A Private War
Crazy Rich Asians
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All Critics (10)
| Top Critics (4)
| Fresh (6)
| Rotten (4)
Elephant Walk, though hardly a work of art, is an astonishingly neat feat of manufacture.
Robert Standish's novel about life among the pekoe-planters rates a sprawling script and direction that lacks attention-holding pace from William Dieterle.
Unfortunately, the script that John Lee Mahin prepared from the Robert Standish book is lengthy and hackneyed in the build-up, and William Dieterle's direction does not provide anything more than gaudy panoramas of a tropical palace to fascinate the eye.
I was 11 when I saw William Dieterle's 1954 adaptation of the Robert Standish novel Elephant Walk... and I loved it, though I don't know what I'd think today.
Delirious mixture of romance and melodrama, with gorgeous location shooting.
The lush Griggs cinematography and rich Waxman score enhance an otherwise lightweight movie.
Until the elephants actually stampede the palace, this Liz Taylor vehicle is pretty talky drama.
Nothing more than a mundane soap opera melodrama.
A wealthy tea tycoon sweeps small-town Elizabeth Taylor off her feet and carries her away to his remote jungle plantation in Ceylon. Once there, his young bride discovers that her husband's enormous mansion was built directly across an active elephant trail, bringing people and pachyderms into constant conflict.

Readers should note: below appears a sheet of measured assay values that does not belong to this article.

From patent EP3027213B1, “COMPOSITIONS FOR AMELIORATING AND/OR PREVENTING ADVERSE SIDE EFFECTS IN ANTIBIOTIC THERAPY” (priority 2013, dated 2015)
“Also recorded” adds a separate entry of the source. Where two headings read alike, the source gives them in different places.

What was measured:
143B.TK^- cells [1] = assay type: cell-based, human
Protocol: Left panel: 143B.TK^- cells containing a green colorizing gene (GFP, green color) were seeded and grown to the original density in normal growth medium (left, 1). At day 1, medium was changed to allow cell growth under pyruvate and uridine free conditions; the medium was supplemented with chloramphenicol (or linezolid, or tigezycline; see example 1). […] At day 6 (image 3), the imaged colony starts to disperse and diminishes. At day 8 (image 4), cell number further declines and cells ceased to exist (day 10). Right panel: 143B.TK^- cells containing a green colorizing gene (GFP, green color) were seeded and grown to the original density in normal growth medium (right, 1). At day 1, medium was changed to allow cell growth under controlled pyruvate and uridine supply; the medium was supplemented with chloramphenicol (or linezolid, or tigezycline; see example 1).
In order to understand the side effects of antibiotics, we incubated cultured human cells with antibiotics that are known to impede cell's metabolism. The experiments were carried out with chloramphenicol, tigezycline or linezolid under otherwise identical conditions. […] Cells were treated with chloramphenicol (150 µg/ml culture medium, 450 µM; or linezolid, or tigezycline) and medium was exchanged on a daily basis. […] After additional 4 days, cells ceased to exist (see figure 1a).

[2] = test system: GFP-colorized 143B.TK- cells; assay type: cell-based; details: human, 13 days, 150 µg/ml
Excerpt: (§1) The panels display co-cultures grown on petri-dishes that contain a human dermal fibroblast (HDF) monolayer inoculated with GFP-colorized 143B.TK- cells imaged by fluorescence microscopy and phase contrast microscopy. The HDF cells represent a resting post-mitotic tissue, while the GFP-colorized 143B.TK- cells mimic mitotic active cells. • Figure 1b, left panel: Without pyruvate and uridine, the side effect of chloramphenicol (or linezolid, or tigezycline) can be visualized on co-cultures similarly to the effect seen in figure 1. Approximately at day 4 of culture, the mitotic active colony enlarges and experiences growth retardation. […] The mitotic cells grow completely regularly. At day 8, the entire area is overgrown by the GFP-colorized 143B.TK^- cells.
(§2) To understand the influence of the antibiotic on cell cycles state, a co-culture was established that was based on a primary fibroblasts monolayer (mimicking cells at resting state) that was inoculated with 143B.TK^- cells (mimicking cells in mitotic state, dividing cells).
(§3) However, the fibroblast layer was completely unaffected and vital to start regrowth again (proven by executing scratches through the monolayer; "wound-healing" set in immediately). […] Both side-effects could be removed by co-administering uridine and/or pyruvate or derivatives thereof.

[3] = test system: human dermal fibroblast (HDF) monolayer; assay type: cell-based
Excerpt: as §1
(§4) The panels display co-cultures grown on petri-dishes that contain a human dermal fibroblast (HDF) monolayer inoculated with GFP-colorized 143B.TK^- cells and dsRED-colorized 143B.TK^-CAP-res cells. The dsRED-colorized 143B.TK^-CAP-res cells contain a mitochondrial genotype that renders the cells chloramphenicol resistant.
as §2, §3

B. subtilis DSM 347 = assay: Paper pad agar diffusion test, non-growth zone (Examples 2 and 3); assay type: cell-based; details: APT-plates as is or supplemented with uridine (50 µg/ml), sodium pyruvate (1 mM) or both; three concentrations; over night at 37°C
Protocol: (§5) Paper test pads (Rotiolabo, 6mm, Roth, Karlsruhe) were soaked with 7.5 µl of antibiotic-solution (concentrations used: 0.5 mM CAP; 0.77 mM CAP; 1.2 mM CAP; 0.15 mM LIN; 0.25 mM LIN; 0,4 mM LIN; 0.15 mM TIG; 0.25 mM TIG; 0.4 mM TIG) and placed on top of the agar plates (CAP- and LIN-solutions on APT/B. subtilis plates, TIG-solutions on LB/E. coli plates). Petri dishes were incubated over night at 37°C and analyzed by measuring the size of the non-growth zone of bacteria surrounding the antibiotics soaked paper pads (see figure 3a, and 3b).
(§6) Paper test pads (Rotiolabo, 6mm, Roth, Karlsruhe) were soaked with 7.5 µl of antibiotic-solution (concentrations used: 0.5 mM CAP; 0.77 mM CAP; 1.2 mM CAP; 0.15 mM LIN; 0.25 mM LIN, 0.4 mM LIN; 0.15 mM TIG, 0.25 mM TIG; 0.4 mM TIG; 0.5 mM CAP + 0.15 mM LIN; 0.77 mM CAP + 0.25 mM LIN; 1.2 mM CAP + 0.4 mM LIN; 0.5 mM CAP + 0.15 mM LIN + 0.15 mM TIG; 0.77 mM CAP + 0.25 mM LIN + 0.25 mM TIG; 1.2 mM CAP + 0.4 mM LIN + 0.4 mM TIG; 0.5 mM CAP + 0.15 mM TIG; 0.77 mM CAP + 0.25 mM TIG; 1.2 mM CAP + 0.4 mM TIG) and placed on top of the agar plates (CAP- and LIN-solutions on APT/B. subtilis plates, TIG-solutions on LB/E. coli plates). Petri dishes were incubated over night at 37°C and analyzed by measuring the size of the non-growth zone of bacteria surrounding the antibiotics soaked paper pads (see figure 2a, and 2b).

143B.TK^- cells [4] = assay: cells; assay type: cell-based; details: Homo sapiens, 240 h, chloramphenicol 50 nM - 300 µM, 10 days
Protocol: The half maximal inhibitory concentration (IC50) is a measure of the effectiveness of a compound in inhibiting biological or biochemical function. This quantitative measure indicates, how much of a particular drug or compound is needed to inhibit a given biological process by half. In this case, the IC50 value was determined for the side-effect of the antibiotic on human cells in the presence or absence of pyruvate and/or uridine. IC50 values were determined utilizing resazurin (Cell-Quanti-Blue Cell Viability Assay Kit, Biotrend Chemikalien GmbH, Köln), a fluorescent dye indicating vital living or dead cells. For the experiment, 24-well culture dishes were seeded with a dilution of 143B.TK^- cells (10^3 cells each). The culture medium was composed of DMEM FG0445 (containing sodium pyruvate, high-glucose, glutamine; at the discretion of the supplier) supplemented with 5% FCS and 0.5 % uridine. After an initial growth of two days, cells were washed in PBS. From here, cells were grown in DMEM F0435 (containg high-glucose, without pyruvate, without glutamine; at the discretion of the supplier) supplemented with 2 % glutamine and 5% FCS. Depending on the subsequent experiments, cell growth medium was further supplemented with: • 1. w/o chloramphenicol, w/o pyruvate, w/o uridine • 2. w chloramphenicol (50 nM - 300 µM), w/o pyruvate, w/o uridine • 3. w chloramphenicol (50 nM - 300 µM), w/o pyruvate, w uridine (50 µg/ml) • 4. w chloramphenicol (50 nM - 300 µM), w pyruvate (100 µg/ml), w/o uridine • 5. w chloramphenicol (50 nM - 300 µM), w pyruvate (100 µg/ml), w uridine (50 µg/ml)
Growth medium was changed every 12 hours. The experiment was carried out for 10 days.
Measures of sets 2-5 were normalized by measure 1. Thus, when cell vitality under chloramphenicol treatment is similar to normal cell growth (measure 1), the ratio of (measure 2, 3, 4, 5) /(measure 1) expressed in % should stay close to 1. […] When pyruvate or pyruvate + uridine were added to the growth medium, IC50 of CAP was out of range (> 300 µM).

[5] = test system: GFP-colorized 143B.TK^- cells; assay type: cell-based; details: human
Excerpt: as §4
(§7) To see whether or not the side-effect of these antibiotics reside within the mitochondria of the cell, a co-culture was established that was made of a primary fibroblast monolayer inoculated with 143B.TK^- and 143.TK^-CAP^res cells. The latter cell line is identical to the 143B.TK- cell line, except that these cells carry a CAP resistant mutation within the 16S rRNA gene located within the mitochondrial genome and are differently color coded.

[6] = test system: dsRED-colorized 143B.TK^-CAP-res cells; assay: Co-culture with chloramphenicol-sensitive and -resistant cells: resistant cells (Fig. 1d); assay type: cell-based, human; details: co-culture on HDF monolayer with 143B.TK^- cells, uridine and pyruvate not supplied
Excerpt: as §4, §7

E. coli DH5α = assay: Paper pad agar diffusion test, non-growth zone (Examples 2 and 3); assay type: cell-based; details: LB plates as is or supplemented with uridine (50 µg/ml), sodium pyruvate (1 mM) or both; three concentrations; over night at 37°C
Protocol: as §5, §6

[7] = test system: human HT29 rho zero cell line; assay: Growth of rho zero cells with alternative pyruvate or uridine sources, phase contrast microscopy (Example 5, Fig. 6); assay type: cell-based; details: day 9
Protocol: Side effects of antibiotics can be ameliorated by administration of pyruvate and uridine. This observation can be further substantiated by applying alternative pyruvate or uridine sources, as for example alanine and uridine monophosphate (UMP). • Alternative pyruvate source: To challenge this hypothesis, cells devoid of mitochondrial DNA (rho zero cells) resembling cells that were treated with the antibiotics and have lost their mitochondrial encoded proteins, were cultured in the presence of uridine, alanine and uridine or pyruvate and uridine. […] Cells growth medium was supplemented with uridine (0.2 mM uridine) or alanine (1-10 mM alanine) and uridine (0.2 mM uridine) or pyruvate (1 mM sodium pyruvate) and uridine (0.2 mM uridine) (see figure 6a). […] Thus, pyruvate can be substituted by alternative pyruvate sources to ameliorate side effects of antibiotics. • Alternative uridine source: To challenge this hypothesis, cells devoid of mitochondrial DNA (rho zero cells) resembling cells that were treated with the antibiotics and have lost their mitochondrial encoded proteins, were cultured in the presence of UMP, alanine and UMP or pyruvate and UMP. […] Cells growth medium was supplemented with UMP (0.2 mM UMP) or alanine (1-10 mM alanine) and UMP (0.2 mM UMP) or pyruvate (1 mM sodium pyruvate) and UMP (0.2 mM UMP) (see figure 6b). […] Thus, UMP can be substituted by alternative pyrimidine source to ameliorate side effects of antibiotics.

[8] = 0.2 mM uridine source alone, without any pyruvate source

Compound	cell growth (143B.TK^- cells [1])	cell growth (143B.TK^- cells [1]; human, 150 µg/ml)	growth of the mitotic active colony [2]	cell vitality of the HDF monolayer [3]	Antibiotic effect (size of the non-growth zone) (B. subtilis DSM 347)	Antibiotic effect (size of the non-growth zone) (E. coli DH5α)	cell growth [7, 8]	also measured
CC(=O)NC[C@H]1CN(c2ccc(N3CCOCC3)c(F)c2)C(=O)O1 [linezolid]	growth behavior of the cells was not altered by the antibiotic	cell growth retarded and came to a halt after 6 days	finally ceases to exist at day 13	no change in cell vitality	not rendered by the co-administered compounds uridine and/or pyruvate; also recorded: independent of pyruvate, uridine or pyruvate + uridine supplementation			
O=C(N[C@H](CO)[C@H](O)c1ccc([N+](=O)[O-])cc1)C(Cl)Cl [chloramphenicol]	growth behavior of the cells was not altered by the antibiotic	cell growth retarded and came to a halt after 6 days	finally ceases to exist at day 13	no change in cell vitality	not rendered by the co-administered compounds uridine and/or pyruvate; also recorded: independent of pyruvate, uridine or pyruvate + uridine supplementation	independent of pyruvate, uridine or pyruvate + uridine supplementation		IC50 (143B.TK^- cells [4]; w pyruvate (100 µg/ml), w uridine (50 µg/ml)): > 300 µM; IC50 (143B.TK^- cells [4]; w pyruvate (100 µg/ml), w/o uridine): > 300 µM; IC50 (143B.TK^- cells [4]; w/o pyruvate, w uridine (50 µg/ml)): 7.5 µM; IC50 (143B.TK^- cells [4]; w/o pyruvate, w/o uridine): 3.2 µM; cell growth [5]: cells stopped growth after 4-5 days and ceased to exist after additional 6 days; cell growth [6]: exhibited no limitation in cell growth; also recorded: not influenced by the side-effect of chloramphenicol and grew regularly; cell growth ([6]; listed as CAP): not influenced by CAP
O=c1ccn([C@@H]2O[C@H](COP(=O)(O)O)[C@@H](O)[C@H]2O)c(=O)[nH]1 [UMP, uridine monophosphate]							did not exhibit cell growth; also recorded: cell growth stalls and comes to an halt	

Elephant Walk is a product of the 1950's and it's under-tone of post-war prosperity attests to that fact. Taylor is beautiful and principled and virtuous, the picture-perfect bride. Her husband, Edward Ashley, is struggling with the lingering specter of his over-bearing, recently deceased father and his own heart-felt compassion for his wife. Add to that a handsome plantation manager in the form of Dana Andrews and you've got the makings of a melodramatic love triangle.
The cinematography alone would make this film worth watching, but the sight of Elizabeth Taylor being pursued by a herd of rampaging elephants is the image that every classic movie fan will want to see. Elephant Walk isn't for everyone, but for those of you who can appreciate old-school Hollywood glamor and big budget studio productions it's highly recommended.
Well, it was kind of the same story as Rebecca, except in Sri Lanka and a lot of mad elephants, and not as good. Yeah.
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